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Where Did It That Bug Come From?

We are often told to buy locally and support local sources. So what can happen if you don’t? I had an unusual experience with just this issue.

While I usually do try to purchase foods in season and locally, I purchased a large package of bulk garlic at a chain supermarket. I put those at the bottom and older garlic at the top of my garlic holder. Never thought anything about it.

A week or so later, we started having little moths fly around. It is winter here, so that was pretty unusual. My first thought was that we had flour moths. I have never seen them, I had heard of them. I cleaned out my food cupboards and still had moths. It did not make any sense. I couldn’t figure out where the bugs were coming from.

I then saw that I had moths near the garlic bin and started digging through it. There were bugs in the garlic. I had never heard of such a thing. In my internet search it turns out in other countries there are “leek moths”. They are not native to here, so I had no idea what to do with them. For me it was a good opportunity to look at what I am purchasing. We also have an issue of invasive plants, fish, and mussels in our area. What we bring into the area can have an impact on our community.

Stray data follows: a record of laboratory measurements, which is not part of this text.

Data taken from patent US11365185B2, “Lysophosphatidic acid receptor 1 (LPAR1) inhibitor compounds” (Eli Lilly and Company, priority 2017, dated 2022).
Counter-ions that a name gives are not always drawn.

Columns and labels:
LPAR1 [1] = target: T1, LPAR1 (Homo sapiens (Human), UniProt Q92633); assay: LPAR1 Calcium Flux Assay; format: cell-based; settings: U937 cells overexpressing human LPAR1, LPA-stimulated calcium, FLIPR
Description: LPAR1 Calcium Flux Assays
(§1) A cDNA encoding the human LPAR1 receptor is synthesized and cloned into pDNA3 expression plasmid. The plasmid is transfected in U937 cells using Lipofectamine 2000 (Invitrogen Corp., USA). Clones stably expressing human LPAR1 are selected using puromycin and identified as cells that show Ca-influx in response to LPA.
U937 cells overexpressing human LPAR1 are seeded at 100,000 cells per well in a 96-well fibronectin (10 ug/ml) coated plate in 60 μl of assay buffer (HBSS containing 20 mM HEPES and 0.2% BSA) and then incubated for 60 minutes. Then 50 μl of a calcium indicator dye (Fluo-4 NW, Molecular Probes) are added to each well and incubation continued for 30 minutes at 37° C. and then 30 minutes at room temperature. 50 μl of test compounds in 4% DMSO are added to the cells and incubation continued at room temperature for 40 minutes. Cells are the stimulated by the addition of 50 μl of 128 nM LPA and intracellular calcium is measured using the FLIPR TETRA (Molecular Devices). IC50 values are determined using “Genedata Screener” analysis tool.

So how can we prevent any type of bugs in our food supply?

Start by immediately wipe down counters, shelves, and the floor with soap and water. Clean your storage bins and other airtight containers. Don’t have open packages on the counter or in the shelves. If you have an open bag, place it in an airtight container. If a package is damaged or spoiling, toss it out and wipe down the area.

Other tips include checking expiration dates and rotating the food supply. There are also home remedies to consider. Warmer months bring on new challenges and activity in the bug world.

What to do-
  • Wiping down the containers and counters with vinegar water will help.

  • Boric acid or cinnamon in the corners to prevent ants and roaches. Some people recommend talcum powders, and either salt or pepper in cracks.

  • Bay leaves will also keep out ants and moths.

  • If you have flour products issues consider freezing them for 5 days or more to kill any weevils or bugs.

  • Fruit flies- consider wiping them down with vinegar water, salt, pepper, or wine. You can take a small bowl and add apple cider vinegar and a few drops of dish soap to kill bugs instantly.

Prevention is the best method, but if you do run into having bugs in your kitchen or pantry consider some of these home remedies. There are industrial chemicals you can purchase, but it's usually best to avoid these in your food supply. Planning ahead and knowing how to treat pests can save a lot of time and wasted food in the future.

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